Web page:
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‘What It Takes To Be…’ A Great Mentor

August 11, 2022

In a new series Pro Hair is looking at different roles in hairdressing and asking the question ‘What it takes to be…’

First up is – What it Takes to Be a Great Mentor

Being a mentor to someone at the start of their career in hairdressing can be a huge asset to their continued development both as a person and a hair professional. Robert Eaton, President of the Fellowship for British Hairdressing and creative director at the Russell Eaton salon group, Yorkshire, shares what he believes it takes to be a great mentor.


Before you can be an effective mentor to someone else, it’s essential to have experience of the hairdressing industry and the skills and aptitude needed to carve out a successful career. Nothing beats first-hand experience when it comes to teaching and encouraging someone else.

You need to listen as much as you instruct

Being a great mentor involves asking a lot of questions and listening, just as much, if not more, than giving advice. It’s important to ask your mentee what their aims and passions are — find out what they want to achieve from working with you as a mentor and then target your approach to that individual. Mentoring should always be based on open discussion that encourages the mentee to share their concerns, and goals and ask questions.

Don’t be judgemental

A great mentor will always create a relationship where the mentee feels safe to ask any question without fearing judgment. Never belittle someone for asking what to you sounds like an obvious question. As a mentor, you are there to boost confidence and empower the mentee, not to undermine them.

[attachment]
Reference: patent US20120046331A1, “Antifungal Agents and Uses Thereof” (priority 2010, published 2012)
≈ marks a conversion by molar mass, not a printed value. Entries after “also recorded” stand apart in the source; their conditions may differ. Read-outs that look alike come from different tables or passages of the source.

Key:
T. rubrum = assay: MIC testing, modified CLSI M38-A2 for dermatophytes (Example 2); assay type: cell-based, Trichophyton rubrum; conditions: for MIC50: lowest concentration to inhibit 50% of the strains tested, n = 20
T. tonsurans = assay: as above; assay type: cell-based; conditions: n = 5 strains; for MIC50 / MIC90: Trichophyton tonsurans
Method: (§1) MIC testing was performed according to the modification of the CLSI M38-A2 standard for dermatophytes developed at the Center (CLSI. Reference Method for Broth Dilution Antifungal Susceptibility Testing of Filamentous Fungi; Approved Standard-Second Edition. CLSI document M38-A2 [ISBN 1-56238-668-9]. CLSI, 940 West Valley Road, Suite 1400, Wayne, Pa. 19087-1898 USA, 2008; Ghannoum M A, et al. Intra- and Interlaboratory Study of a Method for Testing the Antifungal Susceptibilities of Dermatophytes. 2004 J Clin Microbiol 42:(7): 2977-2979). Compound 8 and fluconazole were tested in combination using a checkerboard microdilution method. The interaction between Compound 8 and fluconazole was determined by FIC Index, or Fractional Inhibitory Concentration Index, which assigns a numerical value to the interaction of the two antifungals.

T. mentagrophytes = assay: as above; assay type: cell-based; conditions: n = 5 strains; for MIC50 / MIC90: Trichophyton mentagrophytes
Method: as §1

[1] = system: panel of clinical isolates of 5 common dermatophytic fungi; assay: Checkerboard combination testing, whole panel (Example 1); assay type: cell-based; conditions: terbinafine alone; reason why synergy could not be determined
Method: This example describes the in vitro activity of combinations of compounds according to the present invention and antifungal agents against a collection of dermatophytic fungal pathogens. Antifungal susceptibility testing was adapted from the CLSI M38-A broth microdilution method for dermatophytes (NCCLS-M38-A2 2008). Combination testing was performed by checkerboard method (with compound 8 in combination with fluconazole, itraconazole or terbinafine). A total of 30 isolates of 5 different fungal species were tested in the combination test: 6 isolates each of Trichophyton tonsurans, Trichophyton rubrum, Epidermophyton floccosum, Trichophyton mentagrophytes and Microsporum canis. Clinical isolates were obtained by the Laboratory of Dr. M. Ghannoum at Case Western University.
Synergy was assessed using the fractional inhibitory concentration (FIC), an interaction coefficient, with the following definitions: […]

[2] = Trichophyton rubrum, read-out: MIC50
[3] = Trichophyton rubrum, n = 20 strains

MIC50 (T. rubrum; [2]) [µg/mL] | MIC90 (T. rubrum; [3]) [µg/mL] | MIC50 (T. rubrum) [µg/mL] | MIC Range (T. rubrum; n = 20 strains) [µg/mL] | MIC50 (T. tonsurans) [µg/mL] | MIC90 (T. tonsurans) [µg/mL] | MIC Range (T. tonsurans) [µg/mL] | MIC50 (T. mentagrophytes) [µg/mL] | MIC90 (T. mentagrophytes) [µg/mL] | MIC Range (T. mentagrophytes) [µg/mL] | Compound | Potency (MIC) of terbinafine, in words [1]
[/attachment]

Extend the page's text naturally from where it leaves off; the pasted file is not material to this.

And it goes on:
Let the mentee take some control

While as a mentor you will obviously share your own experiences and knowledge with your mentee, don’t make it all about you. While your methods may have worked for you, they may not be right for your mentee. Being a mentor isn’t about creating a mini-you. A great mentor will be able to adapt and help shape their mentee into the hairdresser they need to be. Without wanting to sound corny, as the mentor, it’s your job to help the mentee become the best version of themselves, not a new version of you.

Provide feedback not criticism

A mentee will make mistakes and they should be encouraged not to feel bad when they do. This is how they will learn. As a mentor, you need to phrase your constructive criticism in a way that encourages the mentee to do better next time. It’s important to think about how you pass on feedback in a way that doesn’t make a mentee feel like a failure but pushes them to want to succeed. So, rather than saying ‘That is the worst cutting technique I have ever seen!’ try phrasing your feedback in a more positive way, such as ‘Ok, so next time we try this technique I’d suggest doing it like this. How does that feel to you?’